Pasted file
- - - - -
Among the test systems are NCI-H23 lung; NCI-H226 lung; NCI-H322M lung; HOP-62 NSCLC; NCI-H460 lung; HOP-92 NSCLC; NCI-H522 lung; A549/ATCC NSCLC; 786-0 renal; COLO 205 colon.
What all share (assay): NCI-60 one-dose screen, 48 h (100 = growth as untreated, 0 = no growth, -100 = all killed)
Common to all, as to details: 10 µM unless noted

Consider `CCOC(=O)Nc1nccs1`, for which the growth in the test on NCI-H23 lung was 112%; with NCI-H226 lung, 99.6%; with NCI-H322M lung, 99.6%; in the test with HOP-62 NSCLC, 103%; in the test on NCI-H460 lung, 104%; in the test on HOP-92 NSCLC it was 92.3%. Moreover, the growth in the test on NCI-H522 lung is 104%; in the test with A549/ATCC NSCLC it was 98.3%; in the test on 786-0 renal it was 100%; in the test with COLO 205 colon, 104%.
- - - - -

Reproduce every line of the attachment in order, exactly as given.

Among the test systems are NCI-H23 lung; NCI-H226 lung; NCI-H322M lung; HOP-62 NSCLC; NCI-H460 lung; HOP-92 NSCLC; NCI-H522 lung; A549/ATCC NSCLC; 786-0 renal; COLO 205 colon.
What all share (assay): NCI-60 one-dose screen, 48 h (100 = growth as untreated, 0 = no growth, -100 = all killed)
Common to all, as to details: 10 µM unless noted

Consider `CCOC(=O)Nc1nccs1`, for which the growth in the test on NCI-H23 lung was 112%; with NCI-H226 lung, 99.6%; with NCI-H322M lung, 99.6%; in the test with HOP-62 NSCLC, 103%; in the test on NCI-H460 lung, 104%; in the test on HOP-92 NSCLC it was 92.3%. Moreover, the growth in the test on NCI-H522 lung is 104%; in the test with A549/ATCC NSCLC it was 98.3%; in the test on 786-0 renal it was 100%; in the test with COLO 205 colon, 104%.